The Pagecount Fallacy

Oh, Gamers…

There are myriad of qualities tabletop RPG folk exhibit when it comes to their own gaming beliefs and idiosyncrasies. Preferences down to the smallest of details such as pips over numbers, fussing over “cursed” dice and bad rolls, avoiding or clinging to certain mechanics, the list is endless. When it comes to our purchasing habits there’s an entire other bevvy of strange behaviors such as somehow refusing to begin playing a game without loading up on every accessory imaginable first, or requiring the absolute perfect miniature(s) before running an adventure. Of all of the things I’ve seen over the years there’s one that still truly baffles me, and that’s believing that the page count of a product is somehow corollary to its worthiness or value.

Disclaimer: The purpose of this article shouldn’t be disregarded by some devil’s advocate bullshit or straw man argument referring to ‘that one time you saw a 2 page PDF for $38 on DriveThruRPG’.

Did I miss A Memo?

Apparently, there is some magical ratio or formula that others have discovered that I have not yet stumbled upon in my now 20 years of tabletop gaming. I really can’t quite put my finger on where this comes from, or why it seems to be so prevalent. My ideology behind games has always been that if a game is fun and brings you entertainment, and by extension brings fun and entertainment to those you game with, shouldn’t it be worth paying for? As an avid video gamer and an IT person I stand behind the phrase “you get what you pay for” with relative conviction. A night out at the movies for 4 people is going to cost close to $50, and that only lasts for 2-3 hours, yet most of us don’t bat an eye at the thought. Hell, lots of us will go spend $5 on a coffee but the thought of paying that same amount for a PDF adventure that will at the very least bring 3+ hours (likely much more) of enjoyment into our lives is somehow met with apprehension?

Now, the same could be said for mobile apps, or $5 games on Steam, or roughly any other “micro purchase” these days. Some of us will wait ages for a sale to bring product X below a certain price point, but spend $10+ per day going out to lunch. I just don’t get it. I don’t understand why every time I’m perusing DriveThruRPG that I come across reviews like “This adventure is only 8 pages, you’re not getting a lot for your $4 here” and makes no mention of whether the product was fun, enjoyable, or added something positive to their game. I just want to reach through the Internet and shake them while screaming “BUT WAS IT FUN?!” I feel like gamers miss the point far more often than they should, y’know, because games are about fun.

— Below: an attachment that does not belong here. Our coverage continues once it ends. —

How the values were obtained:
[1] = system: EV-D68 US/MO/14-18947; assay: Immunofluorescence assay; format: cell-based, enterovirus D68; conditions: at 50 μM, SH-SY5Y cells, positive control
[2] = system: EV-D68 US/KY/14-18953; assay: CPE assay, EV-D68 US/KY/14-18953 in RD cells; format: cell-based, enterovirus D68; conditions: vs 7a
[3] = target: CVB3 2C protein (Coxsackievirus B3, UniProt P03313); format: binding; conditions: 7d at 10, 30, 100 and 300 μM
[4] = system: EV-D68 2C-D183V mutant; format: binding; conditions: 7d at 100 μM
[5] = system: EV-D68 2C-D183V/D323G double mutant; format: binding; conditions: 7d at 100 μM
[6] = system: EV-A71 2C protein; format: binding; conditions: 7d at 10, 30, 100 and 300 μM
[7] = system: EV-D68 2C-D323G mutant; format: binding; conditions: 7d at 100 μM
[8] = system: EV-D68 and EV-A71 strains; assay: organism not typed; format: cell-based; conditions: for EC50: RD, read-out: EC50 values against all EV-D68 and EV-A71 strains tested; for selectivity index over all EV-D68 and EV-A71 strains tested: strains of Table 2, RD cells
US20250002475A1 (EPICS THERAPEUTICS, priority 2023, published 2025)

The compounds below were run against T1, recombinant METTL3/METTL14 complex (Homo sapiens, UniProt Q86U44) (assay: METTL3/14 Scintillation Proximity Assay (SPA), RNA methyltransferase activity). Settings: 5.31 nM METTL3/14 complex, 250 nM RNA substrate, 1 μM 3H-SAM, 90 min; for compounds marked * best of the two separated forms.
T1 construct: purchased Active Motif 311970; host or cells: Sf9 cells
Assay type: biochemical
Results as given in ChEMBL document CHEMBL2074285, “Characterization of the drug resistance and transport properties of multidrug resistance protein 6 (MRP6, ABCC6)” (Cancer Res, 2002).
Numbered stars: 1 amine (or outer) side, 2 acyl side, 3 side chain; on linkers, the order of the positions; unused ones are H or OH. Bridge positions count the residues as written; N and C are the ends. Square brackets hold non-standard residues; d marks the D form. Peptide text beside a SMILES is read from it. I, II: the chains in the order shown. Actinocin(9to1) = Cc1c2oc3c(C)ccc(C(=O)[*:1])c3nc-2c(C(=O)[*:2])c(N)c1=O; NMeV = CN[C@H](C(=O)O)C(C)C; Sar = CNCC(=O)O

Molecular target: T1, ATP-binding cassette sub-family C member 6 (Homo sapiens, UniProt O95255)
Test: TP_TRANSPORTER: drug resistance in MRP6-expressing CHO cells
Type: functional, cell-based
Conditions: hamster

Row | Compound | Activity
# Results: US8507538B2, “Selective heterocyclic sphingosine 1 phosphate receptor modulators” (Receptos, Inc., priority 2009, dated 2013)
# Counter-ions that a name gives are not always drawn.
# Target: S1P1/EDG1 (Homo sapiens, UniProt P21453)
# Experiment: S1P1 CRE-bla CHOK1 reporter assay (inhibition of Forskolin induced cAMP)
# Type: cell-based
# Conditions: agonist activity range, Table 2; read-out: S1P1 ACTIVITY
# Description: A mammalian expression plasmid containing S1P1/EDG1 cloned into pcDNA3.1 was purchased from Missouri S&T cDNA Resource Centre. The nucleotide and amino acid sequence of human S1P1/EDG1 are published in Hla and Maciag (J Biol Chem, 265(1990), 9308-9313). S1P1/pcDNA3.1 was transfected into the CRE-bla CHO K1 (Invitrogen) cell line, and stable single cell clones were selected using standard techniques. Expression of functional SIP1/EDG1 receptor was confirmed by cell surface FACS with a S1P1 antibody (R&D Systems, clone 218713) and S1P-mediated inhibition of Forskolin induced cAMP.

Size Matters, or Does It?

I think at least part of the problem that birthed this school of thought is that most RPG products over the decades have been massive, both in scope and physicality. There’s a sort of normalization that has occurred with what we expect these products to be. They capture our attention and our whimsy for “bigger is better” and/or simulate an esoteric tome we may discover within the game itself. For so long we’ve seen core books thicker than bibles and Kickstarters for lavish leather bound collectors editions of everything imaginable. Not that there’s anything wrong with these, but I just feel like the RPG industry could use some slimming down. I’m not saying we should make books pocket size or eliminate these cumbersome compendiums entirely, but the sheer volume of “RPG stuff” could use to be a lot more digestible. As an average person with a job, family, and plenty of other obligations outside of gaming – it’s a daunting task to look at one of these giant hardback adventures WotC is putting out and actually tackle reading (let alone running) the entire thing. Also, some of these products are organized so poorly it’s not like you can make the argument to just read it as you go.